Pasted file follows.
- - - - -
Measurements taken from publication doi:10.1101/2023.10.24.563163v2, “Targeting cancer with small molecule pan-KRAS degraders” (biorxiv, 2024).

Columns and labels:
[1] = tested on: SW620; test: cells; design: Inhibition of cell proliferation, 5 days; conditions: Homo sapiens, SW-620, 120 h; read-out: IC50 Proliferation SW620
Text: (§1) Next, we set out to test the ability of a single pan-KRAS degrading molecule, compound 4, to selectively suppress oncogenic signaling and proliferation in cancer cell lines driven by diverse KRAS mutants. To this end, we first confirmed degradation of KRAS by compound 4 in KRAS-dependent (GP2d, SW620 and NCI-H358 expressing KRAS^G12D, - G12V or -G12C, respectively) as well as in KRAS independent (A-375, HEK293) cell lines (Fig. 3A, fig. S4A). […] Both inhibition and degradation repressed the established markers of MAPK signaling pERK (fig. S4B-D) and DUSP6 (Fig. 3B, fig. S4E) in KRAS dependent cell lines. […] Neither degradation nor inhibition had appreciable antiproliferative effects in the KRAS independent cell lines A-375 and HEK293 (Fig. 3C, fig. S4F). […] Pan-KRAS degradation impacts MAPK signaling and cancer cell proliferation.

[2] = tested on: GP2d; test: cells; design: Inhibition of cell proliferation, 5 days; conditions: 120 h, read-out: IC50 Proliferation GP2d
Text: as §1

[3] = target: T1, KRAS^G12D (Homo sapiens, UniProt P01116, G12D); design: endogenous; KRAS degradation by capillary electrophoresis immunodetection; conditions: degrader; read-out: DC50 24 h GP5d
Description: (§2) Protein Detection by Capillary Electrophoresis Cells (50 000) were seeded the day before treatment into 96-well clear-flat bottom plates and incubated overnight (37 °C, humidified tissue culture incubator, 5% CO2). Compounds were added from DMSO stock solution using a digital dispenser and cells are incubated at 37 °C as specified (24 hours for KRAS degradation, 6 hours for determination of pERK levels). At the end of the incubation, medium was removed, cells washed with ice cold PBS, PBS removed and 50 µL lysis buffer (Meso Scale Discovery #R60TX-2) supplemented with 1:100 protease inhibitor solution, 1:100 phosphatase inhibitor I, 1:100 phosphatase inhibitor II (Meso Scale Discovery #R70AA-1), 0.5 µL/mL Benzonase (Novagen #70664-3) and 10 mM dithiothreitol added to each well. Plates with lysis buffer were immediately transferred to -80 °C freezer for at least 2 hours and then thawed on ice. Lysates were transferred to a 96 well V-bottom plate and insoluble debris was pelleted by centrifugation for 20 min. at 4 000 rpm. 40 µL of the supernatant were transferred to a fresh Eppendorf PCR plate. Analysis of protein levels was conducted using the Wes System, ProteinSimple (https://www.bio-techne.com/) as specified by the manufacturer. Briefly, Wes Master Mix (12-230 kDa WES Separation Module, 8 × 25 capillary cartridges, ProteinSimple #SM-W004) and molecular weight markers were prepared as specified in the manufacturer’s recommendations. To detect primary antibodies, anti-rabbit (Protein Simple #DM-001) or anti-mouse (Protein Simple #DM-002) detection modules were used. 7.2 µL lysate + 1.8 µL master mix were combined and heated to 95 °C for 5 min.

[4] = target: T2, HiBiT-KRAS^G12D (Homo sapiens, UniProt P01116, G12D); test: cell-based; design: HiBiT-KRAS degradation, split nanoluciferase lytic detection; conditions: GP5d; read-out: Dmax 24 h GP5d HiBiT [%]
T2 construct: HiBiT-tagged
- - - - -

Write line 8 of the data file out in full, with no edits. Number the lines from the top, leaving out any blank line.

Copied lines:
Description: (§2) Protein Detection by Capillary Electrophoresis Cells (50 000) were seeded the day before treatment into 96-well clear-flat bottom plates and incubated overnight (37 °C, humidified tissue culture incubator, 5% CO2). Compounds were added from DMSO stock solution using a digital dispenser and cells are incubated at 37 °C as specified (24 hours for KRAS degradation, 6 hours for determination of pERK levels). At the end of the incubation, medium was removed, cells washed with ice cold PBS, PBS removed and 50 µL lysis buffer (Meso Scale Discovery #R60TX-2) supplemented with 1:100 protease inhibitor solution, 1:100 phosphatase inhibitor I, 1:100 phosphatase inhibitor II (Meso Scale Discovery #R70AA-1), 0.5 µL/mL Benzonase (Novagen #70664-3) and 10 mM dithiothreitol added to each well. Plates with lysis buffer were immediately transferred to -80 °C freezer for at least 2 hours and then thawed on ice. Lysates were transferred to a 96 well V-bottom plate and insoluble debris was pelleted by centrifugation for 20 min. at 4 000 rpm. 40 µL of the supernatant were transferred to a fresh Eppendorf PCR plate. Analysis of protein levels was conducted using the Wes System, ProteinSimple (https://www.bio-techne.com/) as specified by the manufacturer. Briefly, Wes Master Mix (12-230 kDa WES Separation Module, 8 × 25 capillary cartridges, ProteinSimple #SM-W004) and molecular weight markers were prepared as specified in the manufacturer’s recommendations. To detect primary antibodies, anti-rabbit (Protein Simple #DM-001) or anti-mouse (Protein Simple #DM-002) detection modules were used. 7.2 µL lysate + 1.8 µL master mix were combined and heated to 95 °C for 5 min.